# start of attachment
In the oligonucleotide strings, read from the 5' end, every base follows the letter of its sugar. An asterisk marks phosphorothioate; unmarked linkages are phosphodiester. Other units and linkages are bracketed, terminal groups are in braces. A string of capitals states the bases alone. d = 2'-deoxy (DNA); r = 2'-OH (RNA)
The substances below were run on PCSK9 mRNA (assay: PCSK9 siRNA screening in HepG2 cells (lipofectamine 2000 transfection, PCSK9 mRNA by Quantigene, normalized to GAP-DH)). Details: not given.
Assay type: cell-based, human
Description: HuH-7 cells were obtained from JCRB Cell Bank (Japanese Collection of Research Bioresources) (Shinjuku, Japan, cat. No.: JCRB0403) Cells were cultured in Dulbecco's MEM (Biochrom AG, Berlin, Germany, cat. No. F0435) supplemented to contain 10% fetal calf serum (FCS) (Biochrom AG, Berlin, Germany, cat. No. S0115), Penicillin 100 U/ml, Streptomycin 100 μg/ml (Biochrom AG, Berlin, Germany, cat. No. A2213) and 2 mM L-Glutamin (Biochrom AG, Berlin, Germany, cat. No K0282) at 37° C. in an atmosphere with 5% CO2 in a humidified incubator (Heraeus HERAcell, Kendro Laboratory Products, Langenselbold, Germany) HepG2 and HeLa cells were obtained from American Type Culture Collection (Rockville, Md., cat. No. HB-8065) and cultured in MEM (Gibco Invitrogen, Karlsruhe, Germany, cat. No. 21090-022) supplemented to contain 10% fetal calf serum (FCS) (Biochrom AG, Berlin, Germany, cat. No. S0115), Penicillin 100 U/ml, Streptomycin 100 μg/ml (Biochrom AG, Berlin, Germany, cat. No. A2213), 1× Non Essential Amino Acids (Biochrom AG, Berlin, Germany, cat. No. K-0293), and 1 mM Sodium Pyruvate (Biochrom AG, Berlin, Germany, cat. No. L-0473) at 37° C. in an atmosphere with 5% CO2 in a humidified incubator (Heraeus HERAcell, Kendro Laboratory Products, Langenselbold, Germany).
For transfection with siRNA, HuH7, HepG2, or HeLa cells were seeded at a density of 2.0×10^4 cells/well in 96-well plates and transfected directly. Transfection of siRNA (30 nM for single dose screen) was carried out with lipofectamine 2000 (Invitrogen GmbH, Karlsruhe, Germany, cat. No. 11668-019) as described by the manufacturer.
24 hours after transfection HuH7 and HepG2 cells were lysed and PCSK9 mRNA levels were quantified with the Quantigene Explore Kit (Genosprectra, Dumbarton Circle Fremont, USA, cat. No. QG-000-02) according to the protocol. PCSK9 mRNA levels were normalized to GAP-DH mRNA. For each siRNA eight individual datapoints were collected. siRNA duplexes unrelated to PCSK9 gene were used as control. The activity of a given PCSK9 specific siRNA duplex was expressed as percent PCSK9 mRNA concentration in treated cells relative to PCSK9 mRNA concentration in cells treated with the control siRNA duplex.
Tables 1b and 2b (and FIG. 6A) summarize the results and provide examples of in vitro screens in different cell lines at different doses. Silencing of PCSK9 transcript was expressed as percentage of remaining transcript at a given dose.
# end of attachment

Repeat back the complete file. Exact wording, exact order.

In the oligonucleotide strings, read from the 5' end, every base follows the letter of its sugar. An asterisk marks phosphorothioate; unmarked linkages are phosphodiester. Other units and linkages are bracketed, terminal groups are in braces. A string of capitals states the bases alone. d = 2'-deoxy (DNA); r = 2'-OH (RNA)
The substances below were run on PCSK9 mRNA (assay: PCSK9 siRNA screening in HepG2 cells (lipofectamine 2000 transfection, PCSK9 mRNA by Quantigene, normalized to GAP-DH)). Details: not given.
Assay type: cell-based, human
Description: HuH-7 cells were obtained from JCRB Cell Bank (Japanese Collection of Research Bioresources) (Shinjuku, Japan, cat. No.: JCRB0403) Cells were cultured in Dulbecco's MEM (Biochrom AG, Berlin, Germany, cat. No. F0435) supplemented to contain 10% fetal calf serum (FCS) (Biochrom AG, Berlin, Germany, cat. No. S0115), Penicillin 100 U/ml, Streptomycin 100 μg/ml (Biochrom AG, Berlin, Germany, cat. No. A2213) and 2 mM L-Glutamin (Biochrom AG, Berlin, Germany, cat. No K0282) at 37° C. in an atmosphere with 5% CO2 in a humidified incubator (Heraeus HERAcell, Kendro Laboratory Products, Langenselbold, Germany) HepG2 and HeLa cells were obtained from American Type Culture Collection (Rockville, Md., cat. No. HB-8065) and cultured in MEM (Gibco Invitrogen, Karlsruhe, Germany, cat. No. 21090-022) supplemented to contain 10% fetal calf serum (FCS) (Biochrom AG, Berlin, Germany, cat. No. S0115), Penicillin 100 U/ml, Streptomycin 100 μg/ml (Biochrom AG, Berlin, Germany, cat. No. A2213), 1× Non Essential Amino Acids (Biochrom AG, Berlin, Germany, cat. No. K-0293), and 1 mM Sodium Pyruvate (Biochrom AG, Berlin, Germany, cat. No. L-0473) at 37° C. in an atmosphere with 5% CO2 in a humidified incubator (Heraeus HERAcell, Kendro Laboratory Products, Langenselbold, Germany).
For transfection with siRNA, HuH7, HepG2, or HeLa cells were seeded at a density of 2.0×10^4 cells/well in 96-well plates and transfected directly. Transfection of siRNA (30 nM for single dose screen) was carried out with lipofectamine 2000 (Invitrogen GmbH, Karlsruhe, Germany, cat. No. 11668-019) as described by the manufacturer.
24 hours after transfection HuH7 and HepG2 cells were lysed and PCSK9 mRNA levels were quantified with the Quantigene Explore Kit (Genosprectra, Dumbarton Circle Fremont, USA, cat. No. QG-000-02) according to the protocol. PCSK9 mRNA levels were normalized to GAP-DH mRNA. For each siRNA eight individual datapoints were collected. siRNA duplexes unrelated to PCSK9 gene were used as control. The activity of a given PCSK9 specific siRNA duplex was expressed as percent PCSK9 mRNA concentration in treated cells relative to PCSK9 mRNA concentration in cells treated with the control siRNA duplex.
Tables 1b and 2b (and FIG. 6A) summarize the results and provide examples of in vitro screens in different cell lines at different doses. Silencing of PCSK9 transcript was expressed as percentage of remaining transcript at a given dose.